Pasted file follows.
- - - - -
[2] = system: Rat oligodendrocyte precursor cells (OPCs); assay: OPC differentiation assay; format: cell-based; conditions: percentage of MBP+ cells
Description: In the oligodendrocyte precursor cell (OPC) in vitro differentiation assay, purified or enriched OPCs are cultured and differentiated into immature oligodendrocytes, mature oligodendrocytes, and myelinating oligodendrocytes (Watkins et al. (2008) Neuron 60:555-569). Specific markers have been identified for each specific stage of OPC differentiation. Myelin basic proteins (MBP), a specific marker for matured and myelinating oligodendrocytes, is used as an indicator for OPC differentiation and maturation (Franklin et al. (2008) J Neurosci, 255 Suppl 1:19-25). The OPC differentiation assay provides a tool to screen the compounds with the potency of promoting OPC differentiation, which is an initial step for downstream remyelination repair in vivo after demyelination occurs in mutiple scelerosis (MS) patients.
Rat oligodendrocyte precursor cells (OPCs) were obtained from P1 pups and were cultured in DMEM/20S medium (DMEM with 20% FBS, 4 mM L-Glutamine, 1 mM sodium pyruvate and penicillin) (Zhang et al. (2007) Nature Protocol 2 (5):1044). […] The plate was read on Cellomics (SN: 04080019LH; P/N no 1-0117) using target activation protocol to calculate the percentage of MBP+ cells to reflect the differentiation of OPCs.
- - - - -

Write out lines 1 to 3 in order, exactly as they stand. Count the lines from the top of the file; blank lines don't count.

[2] = system: Rat oligodendrocyte precursor cells (OPCs); assay: OPC differentiation assay; format: cell-based; conditions: percentage of MBP+ cells
Description: In the oligodendrocyte precursor cell (OPC) in vitro differentiation assay, purified or enriched OPCs are cultured and differentiated into immature oligodendrocytes, mature oligodendrocytes, and myelinating oligodendrocytes (Watkins et al. (2008) Neuron 60:555-569). Specific markers have been identified for each specific stage of OPC differentiation. Myelin basic proteins (MBP), a specific marker for matured and myelinating oligodendrocytes, is used as an indicator for OPC differentiation and maturation (Franklin et al. (2008) J Neurosci, 255 Suppl 1:19-25). The OPC differentiation assay provides a tool to screen the compounds with the potency of promoting OPC differentiation, which is an initial step for downstream remyelination repair in vivo after demyelination occurs in mutiple scelerosis (MS) patients.
Rat oligodendrocyte precursor cells (OPCs) were obtained from P1 pups and were cultured in DMEM/20S medium (DMEM with 20% FBS, 4 mM L-Glutamine, 1 mM sodium pyruvate and penicillin) (Zhang et al. (2007) Nature Protocol 2 (5):1044). […] The plate was read on Cellomics (SN: 04080019LH; P/N no 1-0117) using target activation protocol to calculate the percentage of MBP+ cells to reflect the differentiation of OPCs.